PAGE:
Olearia frostii (F. v. Muell.) J. H. Willis

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Credits

Article from Bean's Trees and Shrubs Hardy in the British Isles

Recommended citation
'Olearia frostii' from the website Trees and Shrubs Online (treesandshrubsonline.org/articles/olearia/olearia-frostii/). Accessed 2020-12-03.

Genus

Synonyms

  • Aster frostii F. v. Muell.
  • O. stellulata var. frostii (F. v. Muell.) Ewart

Glossary

alternate
Attached singly along the axis not in pairs or whorls.
endemic
(of a plant or an animal) Found in a native state only within a defined region or country.
entire
With an unbroken margin.
pedunculate
With a peduncle.
sinuate
(of a flat leaf) With margins that wind strongly inwards and outwards.
stellate
Star-shaped.

References

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Credits

Article from Bean's Trees and Shrubs Hardy in the British Isles

Recommended citation
'Olearia frostii' from the website Trees and Shrubs Online (treesandshrubsonline.org/articles/olearia/olearia-frostii/). Accessed 2020-12-03.

A rather straggling evergreen shrublet. Leaves alternate, obovate, entire or bluntly sinuate-toothed in the upper part, densely covered with stellate hairs on both surfaces, paler beneath, 12 to 1 in. long, 14 to 12 in. wide. Flower-heads solitary, terminal, or two or three together from the axils of the upper leaves, pedunculate, 34 to 112 in. across. Disk-florets numerous, yellow; ray-florets forty to fifty, pale mauve or lilac. Bot. Mag., n.s., t. 521.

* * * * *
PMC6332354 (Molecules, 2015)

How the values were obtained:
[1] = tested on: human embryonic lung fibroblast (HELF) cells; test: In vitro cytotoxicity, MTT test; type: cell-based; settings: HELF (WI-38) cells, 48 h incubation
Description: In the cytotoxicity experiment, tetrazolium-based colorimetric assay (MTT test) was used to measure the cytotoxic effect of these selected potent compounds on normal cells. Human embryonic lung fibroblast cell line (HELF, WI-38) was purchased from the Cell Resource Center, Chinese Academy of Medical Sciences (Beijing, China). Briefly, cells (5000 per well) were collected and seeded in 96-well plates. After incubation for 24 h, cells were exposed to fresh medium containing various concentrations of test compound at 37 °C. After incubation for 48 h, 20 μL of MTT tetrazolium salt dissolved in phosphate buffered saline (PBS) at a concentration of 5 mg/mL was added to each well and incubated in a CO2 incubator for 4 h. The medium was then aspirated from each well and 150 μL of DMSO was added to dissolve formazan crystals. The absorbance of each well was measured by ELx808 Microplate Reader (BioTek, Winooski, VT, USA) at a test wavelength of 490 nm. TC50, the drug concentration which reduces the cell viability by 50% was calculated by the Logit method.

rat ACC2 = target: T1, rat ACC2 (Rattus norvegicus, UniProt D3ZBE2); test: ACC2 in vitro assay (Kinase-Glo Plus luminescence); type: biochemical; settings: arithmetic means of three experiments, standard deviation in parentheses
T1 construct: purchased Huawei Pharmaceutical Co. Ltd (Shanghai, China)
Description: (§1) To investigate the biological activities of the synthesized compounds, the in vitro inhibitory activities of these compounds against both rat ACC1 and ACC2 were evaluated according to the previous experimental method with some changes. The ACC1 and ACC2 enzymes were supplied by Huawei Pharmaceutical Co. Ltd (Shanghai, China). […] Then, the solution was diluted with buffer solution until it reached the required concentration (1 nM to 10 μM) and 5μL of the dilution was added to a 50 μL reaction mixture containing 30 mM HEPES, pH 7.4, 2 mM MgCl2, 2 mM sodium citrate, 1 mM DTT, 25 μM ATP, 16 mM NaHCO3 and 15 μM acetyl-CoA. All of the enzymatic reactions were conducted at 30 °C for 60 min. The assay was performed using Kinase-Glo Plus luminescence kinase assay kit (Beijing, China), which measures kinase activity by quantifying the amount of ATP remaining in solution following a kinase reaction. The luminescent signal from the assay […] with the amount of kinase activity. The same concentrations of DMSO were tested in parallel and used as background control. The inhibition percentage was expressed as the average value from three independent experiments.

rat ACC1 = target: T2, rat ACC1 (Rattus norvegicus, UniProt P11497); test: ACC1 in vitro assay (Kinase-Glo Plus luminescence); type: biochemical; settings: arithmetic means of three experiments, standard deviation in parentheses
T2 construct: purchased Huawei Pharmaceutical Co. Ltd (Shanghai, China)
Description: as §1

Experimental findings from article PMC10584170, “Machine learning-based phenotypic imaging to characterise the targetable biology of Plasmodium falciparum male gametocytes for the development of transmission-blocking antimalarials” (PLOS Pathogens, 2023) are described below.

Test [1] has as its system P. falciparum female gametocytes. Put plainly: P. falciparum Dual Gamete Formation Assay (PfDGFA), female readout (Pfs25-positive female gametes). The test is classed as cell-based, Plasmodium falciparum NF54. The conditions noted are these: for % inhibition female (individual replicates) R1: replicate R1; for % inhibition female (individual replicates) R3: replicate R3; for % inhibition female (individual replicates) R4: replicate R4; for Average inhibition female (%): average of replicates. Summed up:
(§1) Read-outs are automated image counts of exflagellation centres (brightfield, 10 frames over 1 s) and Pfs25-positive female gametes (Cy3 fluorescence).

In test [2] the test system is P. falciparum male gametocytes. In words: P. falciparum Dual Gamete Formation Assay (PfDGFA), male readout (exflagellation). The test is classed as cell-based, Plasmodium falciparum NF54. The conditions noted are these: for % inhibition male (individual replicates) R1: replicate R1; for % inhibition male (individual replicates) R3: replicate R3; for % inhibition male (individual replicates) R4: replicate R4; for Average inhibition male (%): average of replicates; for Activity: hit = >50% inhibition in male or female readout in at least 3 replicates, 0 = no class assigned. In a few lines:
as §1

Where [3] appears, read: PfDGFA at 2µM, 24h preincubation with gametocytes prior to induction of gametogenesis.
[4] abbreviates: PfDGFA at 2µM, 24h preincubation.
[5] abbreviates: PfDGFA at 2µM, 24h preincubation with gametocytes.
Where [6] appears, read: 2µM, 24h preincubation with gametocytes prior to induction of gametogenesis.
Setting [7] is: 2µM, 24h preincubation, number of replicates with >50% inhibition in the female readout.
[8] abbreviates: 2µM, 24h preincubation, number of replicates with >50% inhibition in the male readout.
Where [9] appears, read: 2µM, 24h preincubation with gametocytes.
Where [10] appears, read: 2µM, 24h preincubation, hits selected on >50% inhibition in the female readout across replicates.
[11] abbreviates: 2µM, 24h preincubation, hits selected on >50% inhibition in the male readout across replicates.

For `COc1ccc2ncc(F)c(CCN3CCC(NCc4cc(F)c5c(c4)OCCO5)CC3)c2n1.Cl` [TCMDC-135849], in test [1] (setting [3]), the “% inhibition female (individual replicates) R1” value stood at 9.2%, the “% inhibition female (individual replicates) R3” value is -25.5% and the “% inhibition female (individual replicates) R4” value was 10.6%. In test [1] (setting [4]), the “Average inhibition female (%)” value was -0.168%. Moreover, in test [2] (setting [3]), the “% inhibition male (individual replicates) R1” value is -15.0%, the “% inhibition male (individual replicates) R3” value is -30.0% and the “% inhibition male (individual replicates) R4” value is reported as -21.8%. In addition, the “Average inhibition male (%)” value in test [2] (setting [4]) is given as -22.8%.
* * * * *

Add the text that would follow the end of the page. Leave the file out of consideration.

An endemic of Victoria, Australia, where it grows in the Mt Hotham-Mt Bogong area at about 4,500 ft. It first came to notice in this country in 1966, when it was shown from Inverewe by the National Trust for Scotland at the R.H.S. Show on July 26, under the name O. gravis. How and when it was introduced to Inverewe is not known for certain. It is a comparative newcomer to the genus Olearia, for although described, as Aster frostii, in 1890 it was not transferred to Olearia until 1955.

O. frostii is a most ornamental species, with neat, sage-green leaves and large, delicately coloured flower-heads. Although of untested hardiness, it is likely to be very tender outside the mildest parts.